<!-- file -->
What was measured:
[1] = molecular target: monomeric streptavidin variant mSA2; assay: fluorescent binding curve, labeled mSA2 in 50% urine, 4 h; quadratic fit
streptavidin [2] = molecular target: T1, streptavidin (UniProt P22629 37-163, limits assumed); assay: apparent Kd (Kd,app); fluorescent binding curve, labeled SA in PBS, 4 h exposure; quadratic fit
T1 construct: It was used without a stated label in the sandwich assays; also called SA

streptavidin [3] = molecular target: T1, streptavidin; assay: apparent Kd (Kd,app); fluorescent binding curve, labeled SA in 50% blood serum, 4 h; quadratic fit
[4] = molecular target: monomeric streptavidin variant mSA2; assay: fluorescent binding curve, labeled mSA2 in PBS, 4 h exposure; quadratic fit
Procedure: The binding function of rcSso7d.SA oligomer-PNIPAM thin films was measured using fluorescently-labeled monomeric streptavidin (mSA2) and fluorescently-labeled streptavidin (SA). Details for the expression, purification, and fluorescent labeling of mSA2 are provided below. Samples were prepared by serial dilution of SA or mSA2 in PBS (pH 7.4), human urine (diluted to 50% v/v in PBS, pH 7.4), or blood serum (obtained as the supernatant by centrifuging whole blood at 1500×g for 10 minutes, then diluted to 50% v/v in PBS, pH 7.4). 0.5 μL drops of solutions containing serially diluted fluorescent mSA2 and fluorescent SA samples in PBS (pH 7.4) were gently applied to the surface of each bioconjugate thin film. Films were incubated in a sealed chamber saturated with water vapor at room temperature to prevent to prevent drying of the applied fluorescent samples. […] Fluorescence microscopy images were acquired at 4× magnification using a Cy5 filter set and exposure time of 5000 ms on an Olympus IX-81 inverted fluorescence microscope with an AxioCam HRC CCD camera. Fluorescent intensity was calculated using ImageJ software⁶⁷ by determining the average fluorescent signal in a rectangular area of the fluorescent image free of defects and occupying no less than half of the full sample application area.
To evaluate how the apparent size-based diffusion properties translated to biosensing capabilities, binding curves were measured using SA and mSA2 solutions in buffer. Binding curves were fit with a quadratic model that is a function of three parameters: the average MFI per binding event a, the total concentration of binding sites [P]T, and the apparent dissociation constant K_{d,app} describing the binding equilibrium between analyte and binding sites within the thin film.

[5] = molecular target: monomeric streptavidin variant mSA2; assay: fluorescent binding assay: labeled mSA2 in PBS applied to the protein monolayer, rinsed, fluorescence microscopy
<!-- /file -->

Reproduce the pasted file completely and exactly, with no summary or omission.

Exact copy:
What was measured:
[1] = molecular target: monomeric streptavidin variant mSA2; assay: fluorescent binding curve, labeled mSA2 in 50% urine, 4 h; quadratic fit
streptavidin [2] = molecular target: T1, streptavidin (UniProt P22629 37-163, limits assumed); assay: apparent Kd (Kd,app); fluorescent binding curve, labeled SA in PBS, 4 h exposure; quadratic fit
T1 construct: It was used without a stated label in the sandwich assays; also called SA

streptavidin [3] = molecular target: T1, streptavidin; assay: apparent Kd (Kd,app); fluorescent binding curve, labeled SA in 50% blood serum, 4 h; quadratic fit
[4] = molecular target: monomeric streptavidin variant mSA2; assay: fluorescent binding curve, labeled mSA2 in PBS, 4 h exposure; quadratic fit
Procedure: The binding function of rcSso7d.SA oligomer-PNIPAM thin films was measured using fluorescently-labeled monomeric streptavidin (mSA2) and fluorescently-labeled streptavidin (SA). Details for the expression, purification, and fluorescent labeling of mSA2 are provided below. Samples were prepared by serial dilution of SA or mSA2 in PBS (pH 7.4), human urine (diluted to 50% v/v in PBS, pH 7.4), or blood serum (obtained as the supernatant by centrifuging whole blood at 1500×g for 10 minutes, then diluted to 50% v/v in PBS, pH 7.4). 0.5 μL drops of solutions containing serially diluted fluorescent mSA2 and fluorescent SA samples in PBS (pH 7.4) were gently applied to the surface of each bioconjugate thin film. Films were incubated in a sealed chamber saturated with water vapor at room temperature to prevent to prevent drying of the applied fluorescent samples. […] Fluorescence microscopy images were acquired at 4× magnification using a Cy5 filter set and exposure time of 5000 ms on an Olympus IX-81 inverted fluorescence microscope with an AxioCam HRC CCD camera. Fluorescent intensity was calculated using ImageJ software⁶⁷ by determining the average fluorescent signal in a rectangular area of the fluorescent image free of defects and occupying no less than half of the full sample application area.
To evaluate how the apparent size-based diffusion properties translated to biosensing capabilities, binding curves were measured using SA and mSA2 solutions in buffer. Binding curves were fit with a quadratic model that is a function of three parameters: the average MFI per binding event a, the total concentration of binding sites [P]T, and the apparent dissociation constant K_{d,app} describing the binding equilibrium between analyte and binding sites within the thin film.

[5] = molecular target: monomeric streptavidin variant mSA2; assay: fluorescent binding assay: labeled mSA2 in PBS applied to the protein monolayer, rinsed, fluorescence microscopy